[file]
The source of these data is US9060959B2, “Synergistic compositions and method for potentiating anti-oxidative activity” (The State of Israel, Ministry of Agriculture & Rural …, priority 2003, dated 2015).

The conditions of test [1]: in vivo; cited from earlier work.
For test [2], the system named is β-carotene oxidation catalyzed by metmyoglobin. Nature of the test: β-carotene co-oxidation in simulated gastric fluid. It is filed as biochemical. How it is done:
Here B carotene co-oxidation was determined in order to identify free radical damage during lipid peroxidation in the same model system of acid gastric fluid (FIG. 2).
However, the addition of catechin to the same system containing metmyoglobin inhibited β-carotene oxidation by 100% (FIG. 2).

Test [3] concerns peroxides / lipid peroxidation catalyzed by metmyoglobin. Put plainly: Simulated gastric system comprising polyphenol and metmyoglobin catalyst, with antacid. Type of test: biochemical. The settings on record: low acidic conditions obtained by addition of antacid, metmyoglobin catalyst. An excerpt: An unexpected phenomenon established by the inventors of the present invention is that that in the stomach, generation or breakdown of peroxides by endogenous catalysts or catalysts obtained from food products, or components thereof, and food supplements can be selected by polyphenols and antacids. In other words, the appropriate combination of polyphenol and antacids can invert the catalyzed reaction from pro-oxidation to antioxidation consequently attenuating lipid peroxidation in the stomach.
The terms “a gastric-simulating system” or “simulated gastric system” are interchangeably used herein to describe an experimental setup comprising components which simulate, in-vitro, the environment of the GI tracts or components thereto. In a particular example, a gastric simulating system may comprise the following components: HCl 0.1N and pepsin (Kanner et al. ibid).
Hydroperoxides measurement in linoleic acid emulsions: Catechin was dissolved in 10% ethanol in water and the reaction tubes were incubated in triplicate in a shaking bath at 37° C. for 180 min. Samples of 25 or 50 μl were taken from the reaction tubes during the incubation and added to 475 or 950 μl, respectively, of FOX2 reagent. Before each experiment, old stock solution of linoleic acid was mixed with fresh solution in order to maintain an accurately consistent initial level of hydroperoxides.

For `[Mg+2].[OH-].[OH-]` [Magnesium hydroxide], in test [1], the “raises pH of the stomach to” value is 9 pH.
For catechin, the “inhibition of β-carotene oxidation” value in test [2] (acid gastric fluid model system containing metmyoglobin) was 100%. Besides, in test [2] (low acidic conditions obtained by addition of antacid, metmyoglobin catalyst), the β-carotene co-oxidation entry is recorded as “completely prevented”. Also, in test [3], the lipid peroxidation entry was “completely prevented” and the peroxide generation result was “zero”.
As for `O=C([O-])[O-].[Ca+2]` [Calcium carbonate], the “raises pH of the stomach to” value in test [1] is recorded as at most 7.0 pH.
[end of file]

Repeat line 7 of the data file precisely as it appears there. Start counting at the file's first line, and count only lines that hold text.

The terms “a gastric-simulating system” or “simulated gastric system” are interchangeably used herein to describe an experimental setup comprising components which simulate, in-vitro, the environment of the GI tracts or components thereto. In a particular example, a gastric simulating system may comprise the following components: HCl 0.1N and pepsin (Kanner et al. ibid).